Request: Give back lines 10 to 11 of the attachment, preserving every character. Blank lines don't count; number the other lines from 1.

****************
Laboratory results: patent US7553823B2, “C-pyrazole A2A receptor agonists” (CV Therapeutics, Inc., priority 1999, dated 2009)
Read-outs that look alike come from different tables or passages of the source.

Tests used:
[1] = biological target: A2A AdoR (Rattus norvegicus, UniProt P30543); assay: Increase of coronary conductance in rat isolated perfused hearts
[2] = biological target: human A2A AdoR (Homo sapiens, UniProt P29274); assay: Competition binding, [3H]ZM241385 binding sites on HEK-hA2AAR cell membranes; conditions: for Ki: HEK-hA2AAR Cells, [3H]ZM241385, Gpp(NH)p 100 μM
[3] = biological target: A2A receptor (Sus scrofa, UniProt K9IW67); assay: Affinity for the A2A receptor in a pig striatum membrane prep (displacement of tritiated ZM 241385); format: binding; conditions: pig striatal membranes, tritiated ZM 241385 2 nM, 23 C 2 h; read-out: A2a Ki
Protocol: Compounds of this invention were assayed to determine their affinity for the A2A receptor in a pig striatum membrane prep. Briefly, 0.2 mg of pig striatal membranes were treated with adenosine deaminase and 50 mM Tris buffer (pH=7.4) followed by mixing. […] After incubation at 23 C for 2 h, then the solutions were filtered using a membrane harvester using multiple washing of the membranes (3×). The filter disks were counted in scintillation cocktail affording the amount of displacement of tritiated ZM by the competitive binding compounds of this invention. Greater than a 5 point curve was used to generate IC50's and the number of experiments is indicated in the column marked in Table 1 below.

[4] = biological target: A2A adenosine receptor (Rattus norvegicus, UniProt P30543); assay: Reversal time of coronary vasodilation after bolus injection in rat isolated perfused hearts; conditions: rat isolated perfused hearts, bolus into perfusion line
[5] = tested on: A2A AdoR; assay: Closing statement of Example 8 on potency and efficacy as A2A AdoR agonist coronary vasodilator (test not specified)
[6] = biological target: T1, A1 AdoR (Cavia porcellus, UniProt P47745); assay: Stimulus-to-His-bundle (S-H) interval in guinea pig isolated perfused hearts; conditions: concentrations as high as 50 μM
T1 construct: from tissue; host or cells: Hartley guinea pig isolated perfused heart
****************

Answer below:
[6] = biological target: T1, A1 AdoR (Cavia porcellus, UniProt P47745); assay: Stimulus-to-His-bundle (S-H) interval in guinea pig isolated perfused hearts; conditions: concentrations as high as 50 μM
T1 construct: from tissue; host or cells: Hartley guinea pig isolated perfused heart